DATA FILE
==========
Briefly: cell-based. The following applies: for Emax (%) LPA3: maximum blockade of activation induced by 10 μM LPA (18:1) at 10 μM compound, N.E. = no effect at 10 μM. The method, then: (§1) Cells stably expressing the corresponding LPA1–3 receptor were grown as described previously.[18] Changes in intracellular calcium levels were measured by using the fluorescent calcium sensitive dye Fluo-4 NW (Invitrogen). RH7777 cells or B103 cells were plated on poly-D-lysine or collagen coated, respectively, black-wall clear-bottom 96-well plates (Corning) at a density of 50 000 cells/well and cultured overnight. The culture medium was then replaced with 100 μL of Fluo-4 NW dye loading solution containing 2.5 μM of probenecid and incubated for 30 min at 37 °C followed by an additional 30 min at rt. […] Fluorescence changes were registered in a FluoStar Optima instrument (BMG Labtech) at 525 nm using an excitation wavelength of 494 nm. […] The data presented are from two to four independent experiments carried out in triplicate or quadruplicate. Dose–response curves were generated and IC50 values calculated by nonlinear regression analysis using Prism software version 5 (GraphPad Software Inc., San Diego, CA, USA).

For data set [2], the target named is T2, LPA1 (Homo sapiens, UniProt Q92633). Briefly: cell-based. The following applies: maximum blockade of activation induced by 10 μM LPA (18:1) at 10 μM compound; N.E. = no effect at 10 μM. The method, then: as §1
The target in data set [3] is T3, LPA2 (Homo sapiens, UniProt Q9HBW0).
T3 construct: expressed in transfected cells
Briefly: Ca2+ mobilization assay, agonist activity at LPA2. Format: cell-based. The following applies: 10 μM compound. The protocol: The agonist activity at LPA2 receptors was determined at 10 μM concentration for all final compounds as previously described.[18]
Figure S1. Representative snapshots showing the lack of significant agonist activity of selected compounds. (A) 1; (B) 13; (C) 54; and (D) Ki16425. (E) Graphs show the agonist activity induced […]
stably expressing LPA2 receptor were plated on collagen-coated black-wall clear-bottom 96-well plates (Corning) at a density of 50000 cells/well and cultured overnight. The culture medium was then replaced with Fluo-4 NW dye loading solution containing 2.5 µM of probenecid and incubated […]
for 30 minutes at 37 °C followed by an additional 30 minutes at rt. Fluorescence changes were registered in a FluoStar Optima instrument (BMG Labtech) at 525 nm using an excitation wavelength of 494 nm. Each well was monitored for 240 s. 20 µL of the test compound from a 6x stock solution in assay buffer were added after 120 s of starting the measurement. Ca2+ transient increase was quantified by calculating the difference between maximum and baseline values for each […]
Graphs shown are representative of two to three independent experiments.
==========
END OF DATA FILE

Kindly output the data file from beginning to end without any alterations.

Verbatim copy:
Briefly: cell-based. The following applies: for Emax (%) LPA3: maximum blockade of activation induced by 10 μM LPA (18:1) at 10 μM compound, N.E. = no effect at 10 μM. The method, then: (§1) Cells stably expressing the corresponding LPA1–3 receptor were grown as described previously.[18] Changes in intracellular calcium levels were measured by using the fluorescent calcium sensitive dye Fluo-4 NW (Invitrogen). RH7777 cells or B103 cells were plated on poly-D-lysine or collagen coated, respectively, black-wall clear-bottom 96-well plates (Corning) at a density of 50 000 cells/well and cultured overnight. The culture medium was then replaced with 100 μL of Fluo-4 NW dye loading solution containing 2.5 μM of probenecid and incubated for 30 min at 37 °C followed by an additional 30 min at rt. […] Fluorescence changes were registered in a FluoStar Optima instrument (BMG Labtech) at 525 nm using an excitation wavelength of 494 nm. […] The data presented are from two to four independent experiments carried out in triplicate or quadruplicate. Dose–response curves were generated and IC50 values calculated by nonlinear regression analysis using Prism software version 5 (GraphPad Software Inc., San Diego, CA, USA).

For data set [2], the target named is T2, LPA1 (Homo sapiens, UniProt Q92633). Briefly: cell-based. The following applies: maximum blockade of activation induced by 10 μM LPA (18:1) at 10 μM compound; N.E. = no effect at 10 μM. The method, then: as §1
The target in data set [3] is T3, LPA2 (Homo sapiens, UniProt Q9HBW0).
T3 construct: expressed in transfected cells
Briefly: Ca2+ mobilization assay, agonist activity at LPA2. Format: cell-based. The following applies: 10 μM compound. The protocol: The agonist activity at LPA2 receptors was determined at 10 μM concentration for all final compounds as previously described.[18]
Figure S1. Representative snapshots showing the lack of significant agonist activity of selected compounds. (A) 1; (B) 13; (C) 54; and (D) Ki16425. (E) Graphs show the agonist activity induced […]
stably expressing LPA2 receptor were plated on collagen-coated black-wall clear-bottom 96-well plates (Corning) at a density of 50000 cells/well and cultured overnight. The culture medium was then replaced with Fluo-4 NW dye loading solution containing 2.5 µM of probenecid and incubated […]
for 30 minutes at 37 °C followed by an additional 30 minutes at rt. Fluorescence changes were registered in a FluoStar Optima instrument (BMG Labtech) at 525 nm using an excitation wavelength of 494 nm. Each well was monitored for 240 s. 20 µL of the test compound from a 6x stock solution in assay buffer were added after 120 s of starting the measurement. Ca2+ transient increase was quantified by calculating the difference between maximum and baseline values for each […]
Graphs shown are representative of two to three independent experiments.